‘SYNCANDI follows the adventures of a newly created biologically synthetic human named Ikkyu, who awakens in an off limits experimental forest to find she has been stolen in order to care for a dying female assassin named Sync. Ikkyu has not been fully processed, which makes her psychologically vulnerable. She soon discovers that she has the unique ability to communicate through music with the surrounding forest. Stimulated by the constant exposure to the sentient forest and Sync’s affections, not to mention her encounters with a mysterious shaman, Ikkyu begins to develop willpower and desire. Struggling to come to terms with her identity and emotions, Ikkyu makes a radical decision with profound and far reaching consequences . . .’
Written by: Roberto Iolini
Art by: Joanne Krótka
Publisher: Studio Syncandi
Released: 27 September 2017
For a plot description that sounds pretty sci-fi, it’s a very artful and delicate piece of cover art, and that usually means one thing – cerebral sci-fi. This is probably going to be about an examination of synthetic mind and soul, baby. Well, it doesn’t always mean that, but in this case the description backs me up. It’s some lovely evocative cover art regardless (surely I detect a Japanese influence in it), so I’m pretty interested.
If you can imagine a ‘discovering yourself in the wilderness’ story mixed with ‘android gaining sentience’, you’ll still only have a vague idea of what this is about. A dying cyborg assassin takes a new android medic into an abandoned synthetic evolution wilderness, and that’s just the set-up. The focus is on the ‘evolution’ in turn of the android medic as she tries to save her companions life while discovering her relationship with the not-quite-normal world they’re hiding in along with her feelings for the assassin and her own developing artificial intelligence. Heads up for nudity and sexual scenes, but Krótka’s artwork ensures it’s handled naturally. What seems to be noticeably ignored though are the implications of the physical/romantic relationship where one of the people involved is literally taken fresh from their creation and has never encountered another person before, and is described as ‘not fully calibrated’ and ‘impressionable’; while our android isn’t exactly child-like in mental development she is specifically inexperienced in the world, so I think establishing a sexual aspect to it early in the story created a lot more of a dodgy factor than Iolini intended – from the feel of the rest of it I’d say it was unintentional, as while physical touch is am important factor through the odd musical story, sometimes sensually, mixing dreams and reality, as I mentioned before it’s not especially sexualised at all.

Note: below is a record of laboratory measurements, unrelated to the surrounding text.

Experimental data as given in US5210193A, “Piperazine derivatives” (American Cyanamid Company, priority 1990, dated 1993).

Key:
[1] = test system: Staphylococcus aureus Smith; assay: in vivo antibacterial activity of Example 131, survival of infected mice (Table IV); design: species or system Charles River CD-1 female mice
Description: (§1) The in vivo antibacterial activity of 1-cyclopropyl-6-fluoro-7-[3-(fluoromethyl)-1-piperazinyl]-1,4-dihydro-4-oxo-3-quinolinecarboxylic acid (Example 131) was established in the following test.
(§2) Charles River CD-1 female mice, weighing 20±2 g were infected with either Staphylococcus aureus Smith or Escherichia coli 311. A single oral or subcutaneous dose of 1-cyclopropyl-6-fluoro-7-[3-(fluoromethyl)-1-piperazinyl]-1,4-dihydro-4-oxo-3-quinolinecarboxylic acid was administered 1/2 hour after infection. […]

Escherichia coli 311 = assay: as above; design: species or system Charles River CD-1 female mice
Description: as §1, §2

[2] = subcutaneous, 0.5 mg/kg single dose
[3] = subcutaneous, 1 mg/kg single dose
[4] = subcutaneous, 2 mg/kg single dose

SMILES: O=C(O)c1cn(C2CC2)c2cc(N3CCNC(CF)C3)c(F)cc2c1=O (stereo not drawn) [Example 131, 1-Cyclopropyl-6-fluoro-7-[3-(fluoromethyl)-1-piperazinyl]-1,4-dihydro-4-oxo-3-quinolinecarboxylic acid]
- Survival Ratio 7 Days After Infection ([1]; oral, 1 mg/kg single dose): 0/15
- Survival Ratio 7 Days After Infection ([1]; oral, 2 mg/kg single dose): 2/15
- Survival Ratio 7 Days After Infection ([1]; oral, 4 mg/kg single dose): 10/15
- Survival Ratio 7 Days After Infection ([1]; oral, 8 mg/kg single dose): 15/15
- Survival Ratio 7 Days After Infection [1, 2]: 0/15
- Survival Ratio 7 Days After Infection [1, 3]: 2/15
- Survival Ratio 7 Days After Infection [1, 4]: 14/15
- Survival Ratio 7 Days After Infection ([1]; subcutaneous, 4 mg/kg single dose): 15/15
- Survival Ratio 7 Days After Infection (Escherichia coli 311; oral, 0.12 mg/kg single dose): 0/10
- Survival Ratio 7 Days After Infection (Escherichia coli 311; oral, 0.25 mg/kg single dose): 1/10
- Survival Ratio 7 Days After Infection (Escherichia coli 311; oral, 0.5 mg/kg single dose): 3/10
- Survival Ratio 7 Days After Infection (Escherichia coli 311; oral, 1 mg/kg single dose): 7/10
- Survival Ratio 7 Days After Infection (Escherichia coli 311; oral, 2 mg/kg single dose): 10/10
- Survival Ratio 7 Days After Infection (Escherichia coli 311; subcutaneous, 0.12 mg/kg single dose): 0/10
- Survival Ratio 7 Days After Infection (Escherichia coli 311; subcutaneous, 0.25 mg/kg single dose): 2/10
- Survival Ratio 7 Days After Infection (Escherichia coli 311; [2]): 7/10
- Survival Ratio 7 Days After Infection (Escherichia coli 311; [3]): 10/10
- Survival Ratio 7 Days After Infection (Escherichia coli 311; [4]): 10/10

I mentioned a Japanese influence is present throughout; complementing what appears to be a Japanese style forest setting, is some singing and sound effects in phonetic Japanese (using English letters), and a hint of a multi-tailed fox in a dream; the use of someone picking and shoring off flowers to denote innocence is definitely something used often in manga. But the character styling and definitely sets it apart from manga, and the rest from many other comics as well considering that intentional not-quite-real feel that has been imbued into it with Krótka’s skill; a touch of surrealism is common in her work from what I’ve seen. The comic occasionally abandons traditional bordering, and while this creates a flowing quality for an unusual story, it can also be a little confusing where a couple of actions are followed on the one page, though that sense of actions flowing into one another is probably deliberate. The same issue happens once or twice with the speech bubbles; when dialogue is spaced over a page colours are generally used to help indicate who is talking, helpful to follow the flow, but when roughly the same colour is used for different people it can take a second to orient who’s talking. These are relatively minor issues however, and they thankfully don’t detract from the overall story. The not-quite-real aesthetic that those non-existent borders contribute to is largely built with the unusual colour work – scenes are often brought to life with just a couple of shades on the page, colourful yet extremely simple at the same time. I would have expected more psychedelic colouring style when trying for a dreamlike quality, but the simple colouring, bringing out the basic action while eschewing detail present in the lineart, works well. I can’t forget to mention the very visual scenes of the android communicating with the synthetic nature, using music; there’s a lot of drawn in text sound effects, and written music cutting through the scene interrupts the visuals in an effective way. The natural scenes and settings are beautifully done, as are the birds, leaves, and other elements drawn in close. Jellyfish, too! I need to practise more to be able to draw nature scenes that well, though I expect with less naked androids involved.
If this comic had been written in prose, I would have hands down recommended it as a beautiful melding of literature with visual storytelling, and I mention that because I think the visuals would have suited prose or poetry so well. As a graphic novel on its own it’s an interesting though not ground-breaking story, trying to tell something very intimate and illusory in a visual way; it would probably have worked better as a novel but then we wouldn’t see Krótka’s poetic art showing us through a glass darkly, what’s happening. Kind of sci-fi, kind of romance, kind of mythic, more than a little trippy, I’m not sure who I would recommend it to outside of people who like having something to think about, but definitely have a look.
Thanks to Comixology.com for making this issue of ‘Syncandi‘ available for review.